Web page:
The gospel is John 3:1-17. Nicodeamus, a Pharisee, comes to Jesus by the cover of night to ask Jesus questions.  This gospel includes the most famous verse in the bible, John 3:16 "For God so loved the world that he gave his only Son, so that everyone who believes in him may not perish but may have eternal life."  However the meat of this passage comes earlier as Jesus explains what it means to be born of the Spirit and yet Nicodeamus does not get it.  When have you been like Nicodeamus and not understand scripture or what God is saying to you in your life?  When have you needed things explained simply to you?  

Hope you all have a great week!
Pastor Becca


I'm sore this morning because yesterday Bob and I decided to remove the stumps from one side of the house, get the raise bed ready in the garden and rake out some of the leaves around the bushes.  All total we removed 4 stumps of bushes that we cut down last fall.  And this may seem ironic or harsh, but I saw God in those stumps.  Yes even as I was destroying creation, I saw God in the creation.

It is amazing how deep, how intricate the root system for those bushes were.  So much of creation we do not see, it is hidden, to small or too far away for us to see with the naked eye and yet there is so much detail in even these "unseen" areas of creation.

How have you seen God?

Sunday, March 13, 2011

Prove Yourself!

This morning I didn't feel like I lost an hour of sleep, I think because the dogs didn't wake us up an hour before the alarm.  But you could sure tell that people were a little off today in worship.  It seemed like full conversations were going on at the communion rail, chatter throughout various other parts of the service and a few missteps were done by the worship assistant and a few others. Fortunately we are a casual enough community that nothing seemed out of place.

The gospel lesson for today was Matthew 4:1-11, Jesus being tempted in the wilderness by the devil.  I decided to focus on the idea that Jesus was asked to prove himself but even when people were given proof they denied him and we too are asked to prove ourselves, but regardless of what we say or do, it will not be enough for some people.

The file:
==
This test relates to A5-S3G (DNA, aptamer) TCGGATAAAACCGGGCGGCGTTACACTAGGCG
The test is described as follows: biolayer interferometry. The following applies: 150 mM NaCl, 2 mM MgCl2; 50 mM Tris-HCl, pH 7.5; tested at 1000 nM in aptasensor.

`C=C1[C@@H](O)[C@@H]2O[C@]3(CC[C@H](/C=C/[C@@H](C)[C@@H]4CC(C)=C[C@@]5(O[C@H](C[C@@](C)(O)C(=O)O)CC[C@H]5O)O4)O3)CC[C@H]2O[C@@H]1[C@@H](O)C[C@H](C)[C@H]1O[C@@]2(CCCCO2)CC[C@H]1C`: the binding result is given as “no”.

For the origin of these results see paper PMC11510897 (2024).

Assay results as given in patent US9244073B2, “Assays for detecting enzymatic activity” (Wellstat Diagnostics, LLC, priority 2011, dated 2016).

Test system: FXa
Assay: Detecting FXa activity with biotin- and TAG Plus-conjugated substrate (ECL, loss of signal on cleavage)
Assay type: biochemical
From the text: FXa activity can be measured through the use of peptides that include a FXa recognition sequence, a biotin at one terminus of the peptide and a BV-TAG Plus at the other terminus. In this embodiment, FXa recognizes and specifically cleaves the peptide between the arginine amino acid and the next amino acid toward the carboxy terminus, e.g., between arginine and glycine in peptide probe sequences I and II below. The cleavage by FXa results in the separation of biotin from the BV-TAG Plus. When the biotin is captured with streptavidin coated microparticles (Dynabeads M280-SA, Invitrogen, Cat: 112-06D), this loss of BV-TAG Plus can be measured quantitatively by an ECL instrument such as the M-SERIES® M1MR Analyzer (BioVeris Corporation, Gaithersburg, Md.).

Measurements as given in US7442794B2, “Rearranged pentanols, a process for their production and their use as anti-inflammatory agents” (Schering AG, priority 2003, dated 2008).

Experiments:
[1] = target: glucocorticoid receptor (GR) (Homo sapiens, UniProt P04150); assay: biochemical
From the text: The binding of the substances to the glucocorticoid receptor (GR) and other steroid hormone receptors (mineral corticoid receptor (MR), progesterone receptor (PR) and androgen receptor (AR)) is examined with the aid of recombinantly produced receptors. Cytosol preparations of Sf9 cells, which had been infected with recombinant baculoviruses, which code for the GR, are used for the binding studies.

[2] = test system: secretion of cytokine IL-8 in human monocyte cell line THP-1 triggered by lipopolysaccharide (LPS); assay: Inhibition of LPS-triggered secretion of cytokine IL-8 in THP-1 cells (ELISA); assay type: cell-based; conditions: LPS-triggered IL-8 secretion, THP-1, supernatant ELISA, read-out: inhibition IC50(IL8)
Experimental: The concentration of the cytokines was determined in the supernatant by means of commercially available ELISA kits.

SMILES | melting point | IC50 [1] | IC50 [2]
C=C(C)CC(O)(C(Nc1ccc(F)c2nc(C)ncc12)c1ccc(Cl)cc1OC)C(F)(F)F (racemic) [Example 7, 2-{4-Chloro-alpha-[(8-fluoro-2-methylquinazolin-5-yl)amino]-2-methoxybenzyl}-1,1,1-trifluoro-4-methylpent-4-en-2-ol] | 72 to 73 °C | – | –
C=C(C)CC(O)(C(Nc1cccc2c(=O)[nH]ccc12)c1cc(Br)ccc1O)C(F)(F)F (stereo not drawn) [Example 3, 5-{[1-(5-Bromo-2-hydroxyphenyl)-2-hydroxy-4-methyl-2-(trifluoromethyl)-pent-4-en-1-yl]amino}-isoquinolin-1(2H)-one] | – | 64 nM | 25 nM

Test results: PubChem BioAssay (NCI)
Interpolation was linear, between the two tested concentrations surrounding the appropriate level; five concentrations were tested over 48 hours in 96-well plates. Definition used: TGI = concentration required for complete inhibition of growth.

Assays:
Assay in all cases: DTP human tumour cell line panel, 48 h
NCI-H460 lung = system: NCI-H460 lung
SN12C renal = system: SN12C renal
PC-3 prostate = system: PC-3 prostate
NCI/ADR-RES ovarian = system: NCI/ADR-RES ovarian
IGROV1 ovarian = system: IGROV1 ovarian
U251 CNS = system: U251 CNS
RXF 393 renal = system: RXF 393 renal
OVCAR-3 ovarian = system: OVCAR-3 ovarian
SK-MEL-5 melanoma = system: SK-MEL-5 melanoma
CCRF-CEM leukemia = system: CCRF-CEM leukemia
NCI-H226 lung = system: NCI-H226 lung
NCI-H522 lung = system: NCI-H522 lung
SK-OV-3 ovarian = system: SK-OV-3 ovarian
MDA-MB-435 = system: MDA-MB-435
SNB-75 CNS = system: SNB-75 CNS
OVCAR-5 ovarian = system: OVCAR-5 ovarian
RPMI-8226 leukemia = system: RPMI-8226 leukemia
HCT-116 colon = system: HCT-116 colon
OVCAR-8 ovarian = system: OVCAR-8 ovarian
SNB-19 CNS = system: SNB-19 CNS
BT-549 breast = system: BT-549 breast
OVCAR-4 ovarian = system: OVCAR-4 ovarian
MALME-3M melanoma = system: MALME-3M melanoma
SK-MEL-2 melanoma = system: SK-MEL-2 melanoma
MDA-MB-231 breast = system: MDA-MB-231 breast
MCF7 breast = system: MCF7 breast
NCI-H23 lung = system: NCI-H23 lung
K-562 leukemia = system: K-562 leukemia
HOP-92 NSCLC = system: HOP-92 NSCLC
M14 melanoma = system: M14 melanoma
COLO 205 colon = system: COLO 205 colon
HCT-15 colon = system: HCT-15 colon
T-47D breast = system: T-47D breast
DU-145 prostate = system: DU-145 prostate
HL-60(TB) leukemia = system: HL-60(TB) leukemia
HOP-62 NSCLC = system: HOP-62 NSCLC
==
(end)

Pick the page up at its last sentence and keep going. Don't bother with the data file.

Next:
The sermon I preached had an additional ending, however I left my notes on the lectern and I'm too lazy after removing tree stumps this afternoon to go over to the church and get it so I can give you, dear reader, the full ending.  Do not worry though, it was just a summary, nothing amazing or earth shattering.  In fact it is probably a good thing that I do not put that ending on the interwebs for all to read as it has some works righteousness/second use of the law things (because God loves us you should do ____ type stuff).  So maybe you are getting the better ending.


Do you ever feel pressure, or at least get asked to prove your faith?

Maybe it is in the form of those emails which start with a cute story.  They always have about 20 different font colors and the flashing icons and smiley faces, and then the email sucks you in to a story about some little kid learning a valuable lesson or a guy realizing that he is not alone in the world after all, whatever the story it probably was published in one of the Chicken Soup for the Soul books. And then you get the end and BAM the email ends with something like “If you love Jesus you will send this to everyone in your address book because I love Jesus and decided to send it to you so you will know that Jesus’ love is great and wonderful and it needed to be shared with you.”   And of course there is the part that is not being written but might as well be since it is so strongly implied “If you decide to delete this email without forwarding it to anyone, it means that you must not really love Jesus and therefore you are going to HELL!!!!”  (of course with 600 exclamation marks behind it.)

Or maybe you feel pressure to prove your faith in the form of a status update on facebook.  One that I saw this week read “I believe in Jesus Christ and have accepted Him as my personal Savior. One person on FB has challenged all believers to put this on their wall...In the Bible it says, if you deny Me in front of your peers, I will deny you before my Father at The Gates of Heaven. (Mat 10:33) This is simple...If you love God and you are not afraid to show it, re-post this. Just copy and paste. shame here” 

And you may have even had the experience of a person preaching on the street corner asking you if you are Christian.  And even if your answer is yes, it seems to never be good enough as they want to you prove it.